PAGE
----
to the graduating class of 2018


The words below are a transcript of my address to the Grace Christian Academy (Knoxville, Tennessee) class of 2018 last month.

Good afternoon, parents, faculty, staff, guests, and, of course, graduates…thank you for the privilege of sharing a few words with you today. We have some important paperwork to hand to you graduates in a few moments, so if it’s okay, I’m going to dive right in. 

To the Graduating Class of 2018: Well, the day has arrived. It’s probably more than a little surreal to be sitting there. Cap and gown on. About to receive your diplomas. I mean, take a moment. Look around. Check out all the people here. I’ll wait as you soak it in. 

For the past two years, I’ve had a front row seat to your daily interactions with teachers, coaches, counselors, and each other. I’ve witnessed those days you entered the Upper School building in semi-zombie state and when I asked, “How are you today?” you muttered something about how tired you were. Or, maybe, just offered a glance expressing your exhaustion. 


I have wonderful memories of the unique way your class established its identity. From the way you acted, danced, and sang. To the way you tackled, defended, and scored. It was in the way you looked out for each other. The way you befriended those new members of the class who joined somewhere along the way. It was in your laughter. It was in your tears. And in the pictures you snapped, the art you created, and the beautiful music that begged to be heard.  

It extended to the academic challenges you encountered. The thoughtful way you approached me and said: I have an idea! It was, at times, loud. At times ornery, but never, I repeat never boring. 

What a group you are! You love one another. A lot.  

Some of you will walk away today from this group you’ve spent countless days and hours with, for, perhaps, the last time. Others, maybe many, have created friendships that will be lifelong. I graduated high school in 1997 and the closest relationships I have outside of my family (you know, the kind of people you regularly text and maintain one ongoing conversation that never really starts or stops)….the people I have those relationships with are those I went to high school with. It’s special.  

You may have seasons where you drift. But I encourage you to hold dear to these relationships. Those who know you at your very best….and your very worst….and love you just the same.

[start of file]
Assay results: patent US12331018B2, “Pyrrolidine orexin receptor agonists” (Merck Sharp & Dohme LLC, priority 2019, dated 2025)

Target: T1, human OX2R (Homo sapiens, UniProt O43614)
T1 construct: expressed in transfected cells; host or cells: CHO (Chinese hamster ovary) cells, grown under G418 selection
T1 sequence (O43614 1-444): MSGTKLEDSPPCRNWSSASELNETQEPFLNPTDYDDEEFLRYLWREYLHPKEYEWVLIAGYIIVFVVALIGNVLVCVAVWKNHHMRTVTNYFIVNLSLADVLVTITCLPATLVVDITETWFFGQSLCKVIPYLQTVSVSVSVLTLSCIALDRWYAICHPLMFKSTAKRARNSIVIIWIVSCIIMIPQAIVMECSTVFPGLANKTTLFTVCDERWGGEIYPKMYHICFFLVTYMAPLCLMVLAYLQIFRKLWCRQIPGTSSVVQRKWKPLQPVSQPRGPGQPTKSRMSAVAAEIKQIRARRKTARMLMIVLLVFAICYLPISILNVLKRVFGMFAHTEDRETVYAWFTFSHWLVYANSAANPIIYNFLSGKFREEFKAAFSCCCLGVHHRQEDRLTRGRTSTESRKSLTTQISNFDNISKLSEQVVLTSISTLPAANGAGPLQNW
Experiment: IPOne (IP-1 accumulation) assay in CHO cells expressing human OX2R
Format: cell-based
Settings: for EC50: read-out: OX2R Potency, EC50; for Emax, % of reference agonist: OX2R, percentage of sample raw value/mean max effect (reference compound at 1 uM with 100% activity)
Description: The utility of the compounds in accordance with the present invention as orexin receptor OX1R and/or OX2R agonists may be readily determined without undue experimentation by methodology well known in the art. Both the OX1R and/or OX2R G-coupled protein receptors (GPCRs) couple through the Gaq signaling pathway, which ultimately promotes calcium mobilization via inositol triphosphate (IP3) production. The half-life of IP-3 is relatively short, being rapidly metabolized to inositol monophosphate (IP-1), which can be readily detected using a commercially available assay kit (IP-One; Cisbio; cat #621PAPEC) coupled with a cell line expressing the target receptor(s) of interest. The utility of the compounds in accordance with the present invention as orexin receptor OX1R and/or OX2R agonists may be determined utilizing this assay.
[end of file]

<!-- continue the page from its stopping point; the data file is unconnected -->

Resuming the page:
I’d like to share with you a few things I’ve learned since I graduated high school. Life lessons not learned but for time, experience, and, yes, hardship.


To begin – you don’t know what you don’t know. Embrace this, graduates. Earlier this month, I visited my alma mater, Liberty University, in Lynchburg, Virginia. As I walked the campus, memories flooded my mind. I was reminded how much I had to learn when I arrived. I was an 18-year-old over 700 miles from home who knew very few people there. When I didn’t know something I thought I was supposed to…..I pretended that I did. I was reluctant to ask questions. Often unwilling to admit what I’d not yet learned.  
There is a word for this, graduates: PRIDE. And pride serves no one. Neither the individual who is proud, nor those in the midst of its wake. 

Good learners ask questions. And they listen. Really listen. This is how growth happens. When we listen, it conveys a certain humility. And humility never goes out of style. In my opinion, it’s among the most desirable traits one can possess. 

Wherever your next steps lead, I encourage you to relinquish the pretense of what you think you’re supposed to know. Open your mind. Lean in to that which is uncomfortable. Listen and you will learn. Oh, will you learn. 

My father was a pastor. I lost him much sooner than I would have liked, but his memory lives on and the lessons he taught still impact me in so many ways.


One lesson I learned from my father came from a sermon he gave years ago. And that is this: God’s love and human suffering are not incompatible.


Graduates, God is not good only when circumstances are good. God is good even when things aren’t going our way. Even when tragedy strikes. Even when we don’t understand. Even when our bank account balance is meager at best. God is ALWAYS good. 

As you complete your teenage years and move into your twenties, you will find moments that you wish could be fixed in time. Mountaintop experiences. When like……becomes love. When you beat the buzzer. When you land your dream job. 

You will also endure trials and heartbreak. This is not an IF proposition, but a WHEN proposition. A certain fact of life.